The Physics of Graphene
Leading graphene research theorist Mikhail I. Katsnelson systematically presents the basic concepts of graphene physics in this fully revised second edition. The author illustrates and explains basic concepts such as Berry phase, scaling, Zitterbewegung, Kubo, Landauer and Mori formalisms in quantum kinetics, chirality, plasmons, commensurate-incommensurate transitions and many others. Open issues and unsolved problems introduce the reader to the latest developments in the field. New achievements and topics presented include the basic concepts of Van der Waals heterostructures, many-body physics of graphene, electronic optics of Dirac electrons, hydrodynamics of electron liquid and the mechanical properties of one atom-thick membranes. Building on an undergraduate-level knowledge of quantum and statistical physics and solid-state theory, this is an important graduate textbook for students in nanoscience, nanotechnology and condensed matter. For physicists and material scientists working in related areas, this is an excellent introduction to the fast-growing field of graphene science.
- Hardback | 436 pages
- 178 x 253 x 24mm | 1,000g
- 30 Apr 2020
- Cambridge University Press
- Cambridge, United Kingdom
- 2nd Revised edition
- Worked examples or Exercises; 62 Halftones, black and white; 82 Line drawings, black and white
Table of contents
Preface to the second edition; Preface to the first edition; 1. The electronic structure of ideal graphene; 2. Electron states in a magnetic field; 3. Quantum transport via evanescent waves; 4. The Klein paradox and chiral tunnelling; 5. Edges, nanoribbons and quantum dots; 6. Point defects; 7. Optics and response functions; 8. The Coulomb problem; 9. Crystal lattice dynamics, structure and thermodynamics; 10. Gauge fields and strain engineering; 11. Scattering mechanisms and transport properties; 12. Spin effects and magnetism; 13. Graphene on hexagonal boron nitride; 14. Twisted bilayer graphene; 15. Many-body effects in graphene; References; Index.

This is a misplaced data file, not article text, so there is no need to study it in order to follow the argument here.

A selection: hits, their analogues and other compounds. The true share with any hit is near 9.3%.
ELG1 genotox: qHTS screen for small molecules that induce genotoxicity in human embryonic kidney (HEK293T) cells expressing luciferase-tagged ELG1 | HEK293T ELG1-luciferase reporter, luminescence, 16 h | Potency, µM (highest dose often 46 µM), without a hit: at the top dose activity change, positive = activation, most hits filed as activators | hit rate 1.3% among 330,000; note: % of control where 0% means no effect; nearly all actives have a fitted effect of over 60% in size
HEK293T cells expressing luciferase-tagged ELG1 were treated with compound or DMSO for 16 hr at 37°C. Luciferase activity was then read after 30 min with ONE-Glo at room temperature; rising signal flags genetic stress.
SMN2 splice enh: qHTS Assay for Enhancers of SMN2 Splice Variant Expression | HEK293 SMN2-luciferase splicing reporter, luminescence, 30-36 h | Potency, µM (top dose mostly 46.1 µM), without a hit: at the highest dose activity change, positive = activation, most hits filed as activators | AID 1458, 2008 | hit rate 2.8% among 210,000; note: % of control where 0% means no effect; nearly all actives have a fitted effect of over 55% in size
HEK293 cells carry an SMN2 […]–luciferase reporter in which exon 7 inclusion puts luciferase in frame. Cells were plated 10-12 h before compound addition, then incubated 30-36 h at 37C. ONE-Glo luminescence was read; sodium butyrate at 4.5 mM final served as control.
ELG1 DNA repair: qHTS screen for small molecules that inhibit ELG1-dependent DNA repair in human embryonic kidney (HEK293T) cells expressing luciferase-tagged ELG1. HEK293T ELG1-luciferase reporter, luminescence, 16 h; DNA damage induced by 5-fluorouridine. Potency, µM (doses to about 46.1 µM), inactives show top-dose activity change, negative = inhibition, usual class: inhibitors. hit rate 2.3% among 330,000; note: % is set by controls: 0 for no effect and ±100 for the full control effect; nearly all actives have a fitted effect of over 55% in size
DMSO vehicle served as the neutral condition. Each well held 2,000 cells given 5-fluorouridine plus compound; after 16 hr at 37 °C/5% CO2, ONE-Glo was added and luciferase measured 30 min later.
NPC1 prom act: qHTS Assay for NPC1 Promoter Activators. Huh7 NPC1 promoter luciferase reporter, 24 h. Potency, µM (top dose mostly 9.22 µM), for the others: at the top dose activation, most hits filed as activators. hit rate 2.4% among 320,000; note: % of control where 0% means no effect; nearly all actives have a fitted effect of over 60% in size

'This is an excellent text on the theory of graphene. The book deserves a place on the shelf of any researcher into the theory of graphene.' A. H. Harker, Contemporary Physics
About Mikhail I. Katsnelson
Mikhail I. Katsnelson is a professor of theoretical physics at Radboud Universiteit Nijmegen. He is a recipient of the Spinoza Prize and the Hamburg Prize for Theoretical Physics. He is an elected member of the Academia Europaea, the Royal Netherlands Academy of Arts and Sciences, the Royal Society of Sciences at Uppsala, and is a knight of the Order of the Netherlands Lion.